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Ice Cream Topped with Kindness

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Ice Cream Topped with Kindness photo

For the fourth consecutive year, my father, along with the rest of the immediate family, has managed to host quite a special birthday party celebration. The reason I say it’s special is, well … why don’t you tell me if this sounds like a fun and happy birthday party:

First, we rent out a social hall for a couple of hours. Then, we order four five-gallon containers of ice cream with the smoothest, richest ice cream you could imagine, in four delicious flavors: Chocolate Chocolate, Super Vanilla, Strawberry and Butter Pecan – my dad’s favorite – plus all the killer sundae toppings. A choice selection of cookies, wafers and other pastries complement the ice cream sundae station along with two chilled fresh fruit platters. Next, we hire a well-established two-piece band with an emcee to play a beautiful collection of international and seasonal music for the guests to enjoy. Lyrics to the songs are passed around to all the guests to invite everyone to sing along. Finally, the guests arrive, some whom we escort and others by their family members. Everyone is having a fabulous time drinking punch, gobbling up their sweet treats and singing loudly together. Once everyone is stuffed and the entertainment exhausts all the songs in the packet, everyone departs feeling satisfied and in a great mood, but not before a rousing rendition of “Happy Birthday” to the birthday boy, who grins and waves to everyone like a kid that just won first place in the spelling bee.

Sounds like a great birthday party, right? Though I’m guessing you wouldn’t have guessed that it was at a senior community.

A few months before turning 60, at a rare moment when everyone was in town and available, my father announced to the whole family one Shabbat dinner that he would like to have a big birthday party and invite lots of his friends. “An ice cream social,” he stated with an excited tone, as a kid would say to his parents when planning an upcoming birthday celebration. “I want to invite as many people that we know, all our friends and family to join us.” We all looked around the table, our eyes wide with excitement. Quickly we exchanged ideas across the table and rattled off all my dad’s favorite ice cream flavors when my dad raised his hand, clearly indicating he had more to say, and we all sat waiting to hear what he said next. “We’re going to host an ice cream social at the Lieberman Home.”

My father wanted to volunteer on his birthday.

“Are you sure that’s what you want, Gregg?” my mom asked, but she already knew the answer. “Let’s get a list of guests and send out a notice, so people can save the date,” she continues, and rushes off to get a pen and pad of paper.

We all looked at each other around the table. I still wasn’t sure how this would go, or who would even want to RSVP to this party. Wouldn’t some people be uncomfortable or awkward at this so-called birthday party? What if people don’t come because they feel awkward volunteering at an elderly home? That notion was quickly put to rest when, a month later, more than 30 of my dad’s closest friends (and our family, of course) RSVP’d yes. My dad smiled, and I could see that – for the first time in as long as I can remember – he was looking forward to celebrating his birthday, sharing in the fun of digging through a make-your-own-sundae buffet and exchanging anecdotes about life, family and celebrations.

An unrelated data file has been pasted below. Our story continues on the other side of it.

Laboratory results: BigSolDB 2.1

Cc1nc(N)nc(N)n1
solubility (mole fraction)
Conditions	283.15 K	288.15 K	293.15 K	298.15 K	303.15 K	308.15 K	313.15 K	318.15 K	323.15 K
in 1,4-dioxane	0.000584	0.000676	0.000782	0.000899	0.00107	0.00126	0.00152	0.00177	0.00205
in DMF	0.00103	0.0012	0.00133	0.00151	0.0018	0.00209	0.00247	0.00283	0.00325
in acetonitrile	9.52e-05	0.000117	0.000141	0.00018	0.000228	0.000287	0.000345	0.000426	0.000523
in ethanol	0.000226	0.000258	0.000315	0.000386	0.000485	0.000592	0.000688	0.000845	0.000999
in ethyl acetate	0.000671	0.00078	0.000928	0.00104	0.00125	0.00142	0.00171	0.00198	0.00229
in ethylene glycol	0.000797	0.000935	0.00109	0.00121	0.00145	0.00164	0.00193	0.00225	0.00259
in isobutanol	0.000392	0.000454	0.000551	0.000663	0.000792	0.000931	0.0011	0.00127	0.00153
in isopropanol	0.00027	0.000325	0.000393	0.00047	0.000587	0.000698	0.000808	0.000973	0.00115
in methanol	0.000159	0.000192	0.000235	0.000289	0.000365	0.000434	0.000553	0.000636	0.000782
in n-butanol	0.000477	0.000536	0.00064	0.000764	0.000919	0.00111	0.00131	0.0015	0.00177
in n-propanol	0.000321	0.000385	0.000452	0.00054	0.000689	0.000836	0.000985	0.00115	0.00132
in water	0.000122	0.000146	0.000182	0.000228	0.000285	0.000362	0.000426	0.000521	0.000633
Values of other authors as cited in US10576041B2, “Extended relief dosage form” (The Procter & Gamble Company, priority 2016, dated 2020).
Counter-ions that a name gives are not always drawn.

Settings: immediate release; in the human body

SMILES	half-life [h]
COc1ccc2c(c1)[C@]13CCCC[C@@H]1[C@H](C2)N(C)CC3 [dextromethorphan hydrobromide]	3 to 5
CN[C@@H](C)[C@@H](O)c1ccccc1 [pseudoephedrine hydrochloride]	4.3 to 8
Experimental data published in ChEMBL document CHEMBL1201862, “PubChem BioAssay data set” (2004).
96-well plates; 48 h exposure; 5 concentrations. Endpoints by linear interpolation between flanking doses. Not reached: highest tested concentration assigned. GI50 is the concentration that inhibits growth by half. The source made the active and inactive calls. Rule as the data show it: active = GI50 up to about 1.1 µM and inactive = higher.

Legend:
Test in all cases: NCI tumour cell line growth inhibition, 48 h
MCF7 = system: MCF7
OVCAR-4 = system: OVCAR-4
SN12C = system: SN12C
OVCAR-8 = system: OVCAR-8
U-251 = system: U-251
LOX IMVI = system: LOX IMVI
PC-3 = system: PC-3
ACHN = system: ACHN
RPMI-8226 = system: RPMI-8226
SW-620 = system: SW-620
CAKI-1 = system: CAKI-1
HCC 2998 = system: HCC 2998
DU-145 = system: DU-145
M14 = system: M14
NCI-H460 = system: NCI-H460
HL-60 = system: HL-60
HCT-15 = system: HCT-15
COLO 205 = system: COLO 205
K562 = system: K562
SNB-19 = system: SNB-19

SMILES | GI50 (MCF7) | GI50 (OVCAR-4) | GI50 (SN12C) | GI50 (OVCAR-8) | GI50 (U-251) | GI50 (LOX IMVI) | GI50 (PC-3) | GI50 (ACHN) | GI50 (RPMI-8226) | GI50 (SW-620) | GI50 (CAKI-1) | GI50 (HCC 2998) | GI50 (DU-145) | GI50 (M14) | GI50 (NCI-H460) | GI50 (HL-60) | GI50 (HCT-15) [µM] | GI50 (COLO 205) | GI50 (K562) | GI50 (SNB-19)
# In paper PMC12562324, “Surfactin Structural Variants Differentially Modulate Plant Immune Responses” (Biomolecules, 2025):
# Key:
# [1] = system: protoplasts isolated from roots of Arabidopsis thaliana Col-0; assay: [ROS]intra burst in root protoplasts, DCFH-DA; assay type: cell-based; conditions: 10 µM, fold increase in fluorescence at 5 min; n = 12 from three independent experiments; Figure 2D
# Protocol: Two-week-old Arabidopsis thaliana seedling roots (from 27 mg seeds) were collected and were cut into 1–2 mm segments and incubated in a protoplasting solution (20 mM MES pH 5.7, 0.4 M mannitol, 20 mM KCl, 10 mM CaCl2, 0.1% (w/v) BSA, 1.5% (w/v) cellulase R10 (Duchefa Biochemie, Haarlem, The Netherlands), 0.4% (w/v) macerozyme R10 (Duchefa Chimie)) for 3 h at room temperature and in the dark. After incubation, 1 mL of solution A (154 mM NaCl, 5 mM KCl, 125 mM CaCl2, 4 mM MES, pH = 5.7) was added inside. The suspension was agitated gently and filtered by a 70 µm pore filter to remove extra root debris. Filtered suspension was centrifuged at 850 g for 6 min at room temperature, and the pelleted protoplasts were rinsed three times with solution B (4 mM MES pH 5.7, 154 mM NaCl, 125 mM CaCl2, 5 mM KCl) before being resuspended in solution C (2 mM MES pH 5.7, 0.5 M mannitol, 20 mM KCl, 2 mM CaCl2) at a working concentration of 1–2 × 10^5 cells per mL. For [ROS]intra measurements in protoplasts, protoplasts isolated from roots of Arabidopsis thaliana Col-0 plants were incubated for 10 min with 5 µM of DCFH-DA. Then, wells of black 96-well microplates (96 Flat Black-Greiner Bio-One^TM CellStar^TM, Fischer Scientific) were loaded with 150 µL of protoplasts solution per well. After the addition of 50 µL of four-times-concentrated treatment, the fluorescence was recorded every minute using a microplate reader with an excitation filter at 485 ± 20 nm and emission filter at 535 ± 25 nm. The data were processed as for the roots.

Birthdays bring out the best and most loving sides of ourselves and those we care deeply about. My father wanted to celebrate his milestone birthday at CJE SeniorLife’s Lieberman Center for Health & Rehabilitation, not as a preview for the later stages of his life (joke!), but as a way to share in the love and joy. No one at Lieberman knew my father or family personally, yet they felt just as close after enjoying generous scoops of ice cream and singing songs in Yiddish.

This year, on the drive over, I asked my dad why he chose to do this for his birthday when he could’ve easily donated money and just had a quiet celebration with the family featuring our nana’s famous double chocolate cake. He answered, “I’ve had a lifetime of parties and celebrations, and to live a meaningful life, I wanted to start giving back in a more committed fashion.” When I pressed to find out why he chose the Lieberman and not some other organization or charity, he chuckled and said that they were the only one that accepted him and his crazy birthday celebration idea, and they were the only place open the Sunday after Thanksgiving, when we traditionally celebrate.

I then asked him if he thinks celebrating his birthday with these residents makes a difference. He answered that many residents and their family members, even the staff, came up to him after the first year, complimenting him on how wonderful it was and how much they look forward to the next one. Some of them did indeed remember him and our family from the previous year. “It’s the smiles and the heartfelt thanks from the residents,” he said. “There’s no other feeling quite like it.”